Theresa May – 2018 Speech at Wuhan University

Below is the text of the speech made by Theresa May, the Prime Minister, at Wuhan University in China on 31 January 2018.

Thank you very much everybody. And I’m very pleased to be able to be here today at Wuhan University on this, my first official financial visit to China. And as we build our golden era of UK-China relations, what we do between us as two peoples is so very important as a fundamental of that golden era. In fact, the first visit I made to a country outside the European Union when I became the British Prime Minister was to China. What I saw then was a very confident, a very forward-looking country, taking an increasing role on the world stage.

What I have seen today from the young students that I have met is an example of that confidence, that forward looking, that desire to take their country forward. And I can say from the students and young people I’ve met today that China is in good hands for the future.

Of course, later in my visit here in China, I will be meeting with President Xi and Premier Li, and discussing some of the mutual interests and challenges that we both share. One of them I will be looking at today here in Wuhan, which is how we develop a cleaner environment for the future. But as I said, what underpins our relations, and as we build our global strategic partnership, is the people-to-people links. And this Spirit of Youth festival is a very important example of that. And I would particularly like to thank Jiang Shuying for everything that she has been doing as the Spirit of Youth Ambassador, to encourage those links between young people in the United Kingdom and China.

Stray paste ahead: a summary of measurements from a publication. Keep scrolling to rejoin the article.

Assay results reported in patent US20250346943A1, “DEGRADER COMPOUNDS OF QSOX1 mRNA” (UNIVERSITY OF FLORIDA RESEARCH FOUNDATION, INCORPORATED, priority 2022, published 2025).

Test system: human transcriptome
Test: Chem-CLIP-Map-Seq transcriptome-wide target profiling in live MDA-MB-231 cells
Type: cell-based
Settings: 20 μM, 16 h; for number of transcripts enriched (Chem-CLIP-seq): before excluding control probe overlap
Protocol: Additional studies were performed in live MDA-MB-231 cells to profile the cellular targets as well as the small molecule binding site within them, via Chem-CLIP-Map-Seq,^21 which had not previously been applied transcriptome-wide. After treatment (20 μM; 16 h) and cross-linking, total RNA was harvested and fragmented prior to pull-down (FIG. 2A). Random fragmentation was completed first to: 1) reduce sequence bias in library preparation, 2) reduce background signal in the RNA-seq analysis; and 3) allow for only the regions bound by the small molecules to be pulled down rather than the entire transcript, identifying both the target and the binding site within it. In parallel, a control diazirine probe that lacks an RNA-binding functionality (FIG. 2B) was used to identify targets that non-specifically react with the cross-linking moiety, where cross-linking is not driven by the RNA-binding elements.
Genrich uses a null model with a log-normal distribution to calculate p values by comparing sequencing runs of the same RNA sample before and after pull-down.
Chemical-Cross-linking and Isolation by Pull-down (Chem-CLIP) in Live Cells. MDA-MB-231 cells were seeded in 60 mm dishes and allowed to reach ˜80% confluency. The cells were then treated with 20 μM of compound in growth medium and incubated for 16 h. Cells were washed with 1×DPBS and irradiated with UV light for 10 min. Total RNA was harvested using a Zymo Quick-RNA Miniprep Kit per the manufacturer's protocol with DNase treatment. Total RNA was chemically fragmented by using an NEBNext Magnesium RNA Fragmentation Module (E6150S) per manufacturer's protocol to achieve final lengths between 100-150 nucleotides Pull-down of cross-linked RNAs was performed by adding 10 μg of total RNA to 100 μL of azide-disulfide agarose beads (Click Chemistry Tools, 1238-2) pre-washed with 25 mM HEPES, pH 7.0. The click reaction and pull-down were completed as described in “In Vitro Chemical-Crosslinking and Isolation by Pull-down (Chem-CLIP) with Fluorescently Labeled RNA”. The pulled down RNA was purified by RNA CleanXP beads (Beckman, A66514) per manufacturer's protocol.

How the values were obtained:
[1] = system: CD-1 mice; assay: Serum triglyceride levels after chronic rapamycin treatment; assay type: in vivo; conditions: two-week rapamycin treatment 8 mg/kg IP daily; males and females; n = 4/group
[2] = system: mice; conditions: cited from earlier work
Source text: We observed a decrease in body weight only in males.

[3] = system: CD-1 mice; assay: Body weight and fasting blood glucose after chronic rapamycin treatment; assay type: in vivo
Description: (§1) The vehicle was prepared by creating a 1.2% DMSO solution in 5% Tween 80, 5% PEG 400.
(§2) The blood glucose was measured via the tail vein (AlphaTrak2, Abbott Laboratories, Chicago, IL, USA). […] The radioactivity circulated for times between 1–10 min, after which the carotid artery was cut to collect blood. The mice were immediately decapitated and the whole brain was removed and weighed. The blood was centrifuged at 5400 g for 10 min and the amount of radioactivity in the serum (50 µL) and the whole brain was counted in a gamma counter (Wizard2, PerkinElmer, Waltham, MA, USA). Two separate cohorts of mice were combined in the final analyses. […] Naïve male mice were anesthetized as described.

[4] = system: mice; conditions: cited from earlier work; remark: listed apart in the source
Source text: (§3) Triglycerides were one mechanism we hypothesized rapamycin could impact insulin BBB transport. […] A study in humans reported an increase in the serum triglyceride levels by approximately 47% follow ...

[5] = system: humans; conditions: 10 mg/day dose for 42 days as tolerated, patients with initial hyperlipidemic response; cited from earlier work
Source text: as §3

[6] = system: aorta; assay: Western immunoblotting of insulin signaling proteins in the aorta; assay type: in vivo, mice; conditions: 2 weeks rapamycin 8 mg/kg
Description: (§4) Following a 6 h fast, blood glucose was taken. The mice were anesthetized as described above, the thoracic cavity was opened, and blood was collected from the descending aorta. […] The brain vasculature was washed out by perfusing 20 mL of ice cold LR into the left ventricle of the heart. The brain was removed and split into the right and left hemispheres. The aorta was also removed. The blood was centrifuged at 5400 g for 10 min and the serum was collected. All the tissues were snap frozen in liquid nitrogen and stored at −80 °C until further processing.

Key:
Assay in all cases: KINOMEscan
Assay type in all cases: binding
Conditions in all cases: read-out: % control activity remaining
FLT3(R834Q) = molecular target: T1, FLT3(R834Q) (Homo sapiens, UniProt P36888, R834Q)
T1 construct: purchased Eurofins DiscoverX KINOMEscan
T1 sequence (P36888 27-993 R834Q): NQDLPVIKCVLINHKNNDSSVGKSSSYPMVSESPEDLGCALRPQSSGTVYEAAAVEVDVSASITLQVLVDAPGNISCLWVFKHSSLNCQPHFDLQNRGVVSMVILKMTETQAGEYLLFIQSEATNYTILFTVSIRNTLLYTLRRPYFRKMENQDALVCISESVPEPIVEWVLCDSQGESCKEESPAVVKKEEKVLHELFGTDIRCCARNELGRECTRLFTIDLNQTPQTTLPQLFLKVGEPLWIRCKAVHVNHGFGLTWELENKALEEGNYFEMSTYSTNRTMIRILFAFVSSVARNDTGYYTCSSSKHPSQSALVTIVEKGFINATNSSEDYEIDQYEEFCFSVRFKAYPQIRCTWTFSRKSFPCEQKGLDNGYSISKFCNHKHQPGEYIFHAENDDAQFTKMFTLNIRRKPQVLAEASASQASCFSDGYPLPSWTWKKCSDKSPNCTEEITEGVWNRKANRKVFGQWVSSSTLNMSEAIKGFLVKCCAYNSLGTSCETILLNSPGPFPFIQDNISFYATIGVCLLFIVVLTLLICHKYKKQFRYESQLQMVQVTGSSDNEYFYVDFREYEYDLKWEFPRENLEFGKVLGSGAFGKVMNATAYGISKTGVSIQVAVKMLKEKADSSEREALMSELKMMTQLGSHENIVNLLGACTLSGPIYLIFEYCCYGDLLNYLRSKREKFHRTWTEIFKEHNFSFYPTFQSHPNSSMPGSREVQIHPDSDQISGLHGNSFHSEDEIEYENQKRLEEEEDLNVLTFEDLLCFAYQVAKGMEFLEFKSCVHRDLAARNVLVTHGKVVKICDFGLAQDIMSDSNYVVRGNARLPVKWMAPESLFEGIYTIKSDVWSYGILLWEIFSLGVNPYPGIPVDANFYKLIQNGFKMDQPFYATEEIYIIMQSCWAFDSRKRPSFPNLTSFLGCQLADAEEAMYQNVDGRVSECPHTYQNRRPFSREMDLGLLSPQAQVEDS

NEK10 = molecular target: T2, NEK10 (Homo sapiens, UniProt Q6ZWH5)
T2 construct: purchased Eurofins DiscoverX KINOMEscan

And today I’ve met Chinese students who’ve studied in the UK, UK students who are studying here in China. We have more than 150,000 Chinese students in UK universities, and we have, as part of the visit I’m making here to China, a UK-China agreement on sharing knowledge of early years education. We look at university; sharing of university knowledge and expertise, but actually it’s also good to share in the early years of education as well. We are seeing more Mandarin being taught in UK schools, and of course thousands of UK students here in Chinese universities.

And today I’m pleased to announce that we are extending the Shanghai maths teacher exchange which has been, I believe, a very good example of our people-to-people links and one of mutual benefit to both our countries.

So, by learning with each other and from each other we can continue to develop the bonds of friendship that we value, and the bonds of friendship on which our golden era and UK-China relations are built, bringing our people closer together not just now, but for years to come in the future. And I hope – I say to the young people here, you will be the future leaders of your country, and I hope that in future years you will continue to strengthen the ties between the United Kingdom and China.